newsmakers_art and Icons

Queer Royalty in The Queen City

Richard Burnett

I escaped Montreal’s summer of protest to check out Gay Pride week in Toronto the morning after Montreal drag legend Jean Guida – a.k.a “Guilda,” Canada’s oldest female impersonator and a star in Montreal’s nightlife scene for over 50 years – passed away on June 27 at the age of 88.

So it was fitting that I met another drag legend the very day I arrived in Toronto, the Queen City’s very own Michelle DuBarry (a.k.a. Russell Alldread).

DuBarry – who turned 80 last November (“Double 40,” she says) – was holding court at my favourite Toronto gay bar, Woody’s on Church Street, when I broke her the news about Guilda.

“She was a real lady,” Michelle said as we raised our drinks in a toast to Guilda.

But things would quickly deteriorate from there when my boozing partner-in-crime Louis Michel Taillefer (half of the hilarious Two Gay Guys cooking show on Youtube) and I bid good night to Michelle and cabbed it over to join a couple of other fabulous friends, including renowned author and Globe and Mail arts critic RM Vaughan, for the uber-trashy second annual Dolly Parton drag contest Steers & Queers: Night of a Thousand Dollys at my new favourite hang out in Toronto, The Gladstone Hotel, which is located in the heart of vibrant Queen West (or “Queer West” as many like to call it).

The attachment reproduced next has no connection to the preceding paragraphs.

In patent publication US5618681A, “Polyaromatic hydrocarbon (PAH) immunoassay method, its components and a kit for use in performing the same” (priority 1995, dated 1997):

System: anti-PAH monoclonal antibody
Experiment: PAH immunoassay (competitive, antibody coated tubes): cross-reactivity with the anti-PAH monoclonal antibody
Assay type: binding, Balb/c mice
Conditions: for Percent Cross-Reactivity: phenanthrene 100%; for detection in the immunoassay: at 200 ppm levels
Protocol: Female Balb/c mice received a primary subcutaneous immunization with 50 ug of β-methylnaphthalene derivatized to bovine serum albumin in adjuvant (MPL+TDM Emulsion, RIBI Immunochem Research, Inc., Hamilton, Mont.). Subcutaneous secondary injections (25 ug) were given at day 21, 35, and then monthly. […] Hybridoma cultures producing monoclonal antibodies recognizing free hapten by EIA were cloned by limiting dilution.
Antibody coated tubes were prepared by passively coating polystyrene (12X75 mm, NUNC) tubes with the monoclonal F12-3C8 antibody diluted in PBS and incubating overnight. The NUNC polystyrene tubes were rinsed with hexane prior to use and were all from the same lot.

Yeah, the place was packed with hipsters, gay and straight. But The Gladstone is also a fabulously queer space and the oldest continuously operating hotel in Toronto, innovatively restored as a boutique hotel with 37 artist-designed hotel rooms.